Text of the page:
There you are… almost ready to click “Post.” You’re a little giddy because you just know this post is going to roll in the “likes.” You’ve cleverly drummed up the perfect balance of allure and wit.
Nope — nothing. Your post never gains any traction and quickly fizzles out. But you felt so good about this post. What could have gone wrong?
It’s no secret that crafting shareworthy content is a challenge. Getting people to share your message is no easy feat — but it’s crucial. Why? Social advocacy. By that, I mean harnessing the ability to convince people to represent your brand by adopting your message as their own. The marketing world values the power of word-of-mouth, and so does social media. People trust their peers more than they trust you. As an institution, we’re selling messages and ideas — not products. Nevertheless, “sales” go up as soon as people begin advocating for your social goods. Here’s 7 tips for crafting sharewothy content.
1. Transport Yourself
Get your Mrs. Doubtfire on. Close your eyes and become one with your target demographic. Ask yourself: As a member of our audience, is this what I would want to see? How will this phrasing translate to someone sitting on their couch reading this post? The more in-tune you are with your audience, the better chance you have of creating something that your audience will relate to and potentially share with their own network. Get to know your people by examining the “Insights” feature on Facebook or conduct research of your own.
2. Keep Up With The Kardashians
Keep tabs on what’s trending in the world, and get in on it while it’s hot. Don’t miss the window of opportunity to be a part of the larger discussion before whatever is trending saturates your audience’s newsfeed and becomes old news. Being late to the game is an easy way to lose credibility and get benched in place of someone else. If you can find a way to adapt the trending topic to relate back to your brand, you’ll have better odds of getting your followers to share your content, because they too want to be part of the larger discussion.
The Dress: The Denver Broncos successfully put their own spin on “The Dress,” which took the Internet by storm earlier this year. This image performed very well on their Facebook page.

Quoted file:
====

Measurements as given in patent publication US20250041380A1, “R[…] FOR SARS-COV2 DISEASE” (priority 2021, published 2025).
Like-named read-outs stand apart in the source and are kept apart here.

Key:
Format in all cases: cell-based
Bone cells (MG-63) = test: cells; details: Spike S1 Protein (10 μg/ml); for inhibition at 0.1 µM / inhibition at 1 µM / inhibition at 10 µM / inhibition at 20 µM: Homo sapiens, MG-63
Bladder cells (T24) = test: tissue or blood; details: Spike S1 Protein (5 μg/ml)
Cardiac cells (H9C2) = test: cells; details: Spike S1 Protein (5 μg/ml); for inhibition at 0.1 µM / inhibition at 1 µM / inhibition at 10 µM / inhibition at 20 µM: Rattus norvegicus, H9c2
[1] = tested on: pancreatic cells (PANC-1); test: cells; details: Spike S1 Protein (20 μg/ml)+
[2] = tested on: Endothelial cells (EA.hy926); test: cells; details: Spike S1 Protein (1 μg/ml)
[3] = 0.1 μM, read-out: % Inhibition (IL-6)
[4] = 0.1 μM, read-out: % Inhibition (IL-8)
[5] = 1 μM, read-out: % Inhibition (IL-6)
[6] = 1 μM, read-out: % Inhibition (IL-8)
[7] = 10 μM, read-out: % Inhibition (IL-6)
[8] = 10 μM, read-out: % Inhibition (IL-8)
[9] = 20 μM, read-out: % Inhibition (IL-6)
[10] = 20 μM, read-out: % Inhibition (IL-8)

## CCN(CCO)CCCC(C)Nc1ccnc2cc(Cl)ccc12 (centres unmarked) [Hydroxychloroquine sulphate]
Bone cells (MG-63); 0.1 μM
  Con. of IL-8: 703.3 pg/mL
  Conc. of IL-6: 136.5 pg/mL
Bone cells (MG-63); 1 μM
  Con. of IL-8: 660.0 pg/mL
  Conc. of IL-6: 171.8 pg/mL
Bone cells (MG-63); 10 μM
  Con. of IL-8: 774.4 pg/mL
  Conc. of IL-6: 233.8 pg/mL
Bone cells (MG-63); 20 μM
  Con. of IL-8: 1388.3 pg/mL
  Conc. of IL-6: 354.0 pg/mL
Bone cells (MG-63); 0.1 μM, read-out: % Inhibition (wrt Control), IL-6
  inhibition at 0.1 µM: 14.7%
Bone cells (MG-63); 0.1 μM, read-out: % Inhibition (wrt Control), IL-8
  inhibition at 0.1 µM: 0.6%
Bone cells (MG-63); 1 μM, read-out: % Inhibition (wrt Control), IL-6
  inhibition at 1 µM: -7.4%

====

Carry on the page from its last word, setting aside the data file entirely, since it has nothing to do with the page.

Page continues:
3. Start The Ignition
What gets your people fired up? For us, it’s Ram Pride. When you’ve invested at least four years of your life into an institution, it becomes a part of who you are. On the same note, anything that poses a threat to that sense of pride is automatically an ignition starter. Case in point? Our in-state rivals: The CU Buffs. The 2014-2015 athletic season was good to us Rams, and we weren’t afraid to make that known. Very known. We posted this graphic illustrating our dominance over the Buffs, and our audience did the rest of the work for us. They blew this up across social media. Why? Because it fit into their “personal brand” of Ram Pride and made a statement for themselves — not for Colorado State’s Facebook page.
4. Take Your Followers Out To Dinner
Not really. That would be weird. Here’s the point: You get to know someone the more you spend time with them. You’ll soon learn what foods they hate and songs they love. This goes the same for your social audience. Test the waters and see what types of material your audience reacts to best. Fort Collins has a tremendous local music scene, but we’ve spent many hours creating media promoting local music and have arrived at the conclusion that our Facebook audience simply isn’t as interested in this as we thought they might be. You live and you learn.
Tip: Go to analytics.twitter.com and click “Followers” on the top tab. Here, you can see what unique interests are popular among your followers.
Our audience responds very well to nostalgic content. The CSU campus became home to our alumni during the time they spent here. Hours were spent studying in the Morgan Library. Games were played on the intramural fields. And then life takes people in different directions after graduation, and we’ve discovered that getting a blast from the past on Facebook is something our followers desire. Take advantage of this opportunity to show how architecture has changed, new ways people are using old things, or ask people to share their own memories from an image you post. An image that triggers a strong emotional response from your audience is likely to be shared.
6. Capture Them Quickly
One good way to have your content ignored is to post a lot of it. This is a good chance for you to transport yourself like I mentioned above. As someone scrolls through their newsfeed while sitting in line at the fast-food drive through, will they take the time to read your paragraph? Probably not. Two good ways to circumvent this issue is to keep your text short and to implement visuals. Catch their eye before someone else does. If you don’t, you’ll never even have the chance for your content to be shared.
7. Make It About Them, Not You
People are naturally drawn toward stories that are about them or could be about them. I personally wouldn’t share something on my own Facebook page if it didn’t have at least something to do with me or make a statement that I could relate to. Each social share is a reinforcement of one’s identity. Our alumni identify as Rams long after they’ve graduated, so we leverage this self-identification to amplify our messages through identity-based shares.